So, losses occur. Investment results are low. And insurers’ reinsurance rates creep up. These are the first signs that the insurance market might be heading the other way into a so called “hardening” market. Under these conditions, insurers reevaluate the risks they underwrite, the rates they will charge and the coverages they will provide. They look to tightened insurance coverage terms and conditions, including available capacity. As marine insurance is considered to be the oldest form of insurance, the market has seen and survived its share of market cycles.
While most early marine insurance came from Lloyd’s of London, a few American marine insurers formed during the War of 1812. When the fighting ended, price wars broke out between American and British insurers.
By the Civil War, many American marine insurers were out of business but those who survived were stronger and some are still in business today.
The history of marine insurance is filled with stories of companies who survived and others who didn’t. And in today’s dynamic business environment, the challenges are greater than ever. Survival in today’s insurance market depends on many factors but disciplined underwriting and investing are paramount. Those companies who are disciplined and have the best talent and expertise in the lines of business in which they choose to be active participants will persevere and thrive. While market conditions impact transactional business, many buyers know that the best deal is not always the cheapest one. Having established broker and insurance carrier relationships often outweighs excessive premium savings. Working relationships become particularly important as market conditions begin to turn and buyers, especially those businesses with complex risks such as the marine industry, may have more difficulty buying insurance with the terms and conditions they want. Long term relationships and working with experienced underwriters and brokers might not always be the least expensive approach to the purchase of insurance but working with insurance professionals who have the knowledge and understanding of an insured’s business and can provide additional services in the form of risk control and professional claims expertise will more often than not get a buyer of insurance the “best” deal.
More disciplined underwriting requires insurers will be asking more questions to understand the risk they will be taking on when issuing or renewing a policy. Therefore, in this business climate, insurance buyers are wise to prepare ahead when renewing their insurance. Companies need to plan in advance and get the renewal specifications together early. Insurers are examining their risk retentions and rates as they review renewals and some companies may be willing to accept more risk retention, or in other words, higher deductibles, to get better overall rates. And, in a weakened economy, underwriters will look carefully to see how a business’ exposures might be changing as a result of the economy. At times, it is a test of willpower. In a ‘hard’ market, insurers do not want business at any cost, but at the right cost. And, adhering to strict disciplined underwriting is a matter of survival to service their customers now and years from now.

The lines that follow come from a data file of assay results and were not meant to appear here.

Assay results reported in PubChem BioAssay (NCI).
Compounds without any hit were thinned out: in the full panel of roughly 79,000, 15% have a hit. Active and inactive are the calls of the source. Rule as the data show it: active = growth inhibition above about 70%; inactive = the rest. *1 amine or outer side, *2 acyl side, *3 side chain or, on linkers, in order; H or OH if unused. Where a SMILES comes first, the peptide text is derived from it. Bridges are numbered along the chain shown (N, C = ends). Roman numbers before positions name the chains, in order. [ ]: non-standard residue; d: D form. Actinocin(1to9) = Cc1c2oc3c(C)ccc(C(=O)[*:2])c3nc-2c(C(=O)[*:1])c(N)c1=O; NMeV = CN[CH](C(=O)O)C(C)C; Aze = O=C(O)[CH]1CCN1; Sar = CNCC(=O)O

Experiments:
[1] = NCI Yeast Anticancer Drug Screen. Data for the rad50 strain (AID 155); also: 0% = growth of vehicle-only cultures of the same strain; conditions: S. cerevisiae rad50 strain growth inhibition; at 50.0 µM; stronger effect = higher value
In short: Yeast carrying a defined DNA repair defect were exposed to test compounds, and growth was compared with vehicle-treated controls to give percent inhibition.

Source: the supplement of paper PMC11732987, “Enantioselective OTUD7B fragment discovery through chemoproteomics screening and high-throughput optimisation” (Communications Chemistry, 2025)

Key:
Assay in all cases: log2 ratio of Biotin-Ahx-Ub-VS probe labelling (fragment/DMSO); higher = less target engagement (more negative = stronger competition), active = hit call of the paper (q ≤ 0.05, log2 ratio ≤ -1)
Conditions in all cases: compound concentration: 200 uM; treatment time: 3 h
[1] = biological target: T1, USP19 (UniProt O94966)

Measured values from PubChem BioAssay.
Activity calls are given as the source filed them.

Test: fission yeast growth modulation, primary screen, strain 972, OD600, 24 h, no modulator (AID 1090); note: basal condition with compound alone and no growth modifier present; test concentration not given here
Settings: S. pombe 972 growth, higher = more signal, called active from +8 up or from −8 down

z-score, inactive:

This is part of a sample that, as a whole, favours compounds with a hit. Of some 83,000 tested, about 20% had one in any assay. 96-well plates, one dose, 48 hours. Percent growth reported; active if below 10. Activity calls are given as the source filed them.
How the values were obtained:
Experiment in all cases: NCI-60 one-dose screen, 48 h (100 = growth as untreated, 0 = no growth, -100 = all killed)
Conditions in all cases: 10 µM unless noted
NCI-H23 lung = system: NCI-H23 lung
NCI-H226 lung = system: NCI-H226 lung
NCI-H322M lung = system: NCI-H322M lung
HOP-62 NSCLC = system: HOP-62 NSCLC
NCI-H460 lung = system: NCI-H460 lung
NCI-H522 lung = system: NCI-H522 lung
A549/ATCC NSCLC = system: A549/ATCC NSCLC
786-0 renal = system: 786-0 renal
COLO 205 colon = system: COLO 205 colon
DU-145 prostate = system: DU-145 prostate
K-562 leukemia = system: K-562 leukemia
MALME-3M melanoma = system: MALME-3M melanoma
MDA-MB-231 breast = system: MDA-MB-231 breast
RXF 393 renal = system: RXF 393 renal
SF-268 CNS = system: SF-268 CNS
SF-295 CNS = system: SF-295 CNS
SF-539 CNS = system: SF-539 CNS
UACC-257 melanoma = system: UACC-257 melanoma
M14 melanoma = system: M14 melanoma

Buying insurance is an important financial decision for any company. And in most cases, businesses want their insurance companies to be with them for the long haul. Insurance companies sell their promise to serve and offer financial support to their clients in the event of a loss. It’s an agreement to pay a claim. In order to do that, they need quality underwriting results that produce a profit to contribute to the financial strength that allows an insurance carrier to remain true to its claims-paying promise.
(As published in the April 2013 edition of Maritime Reporter & Engineering News - www.marinelink.com)
Other stories from April 2013 issue
- The Glass Half Full page: 6
- Salvage Response under OPA 90: Non-Tankers are Next page: 10
- Does Chapter 11 Work for Foreign Shipping Companies? page: 18
- Understanding the Ups and Downs of Insurance page: 22
- A Call for Transportation Management Upgrades page: 26
- Keeping Marine Projects Afloat page: 29
- Floating Production Systems to Grow 40% in Five Years page: 32
- Making Flare Gas Useful page: 34
- Underwater Robotic Championship page: 44
- 3D Body Scanning page: 46
- WSS’ Global Quest page: 48
- Dredging India page: 50
- Markey’s Mark on the Deck Machinery page: 54
- Nor Crane Powers Ahead page: 56
- Keeping Maritime and Offshore Cranes Ship Shape page: 58
- CIMAC Set for Shanghai page: 62
- Dead in the Water page: 64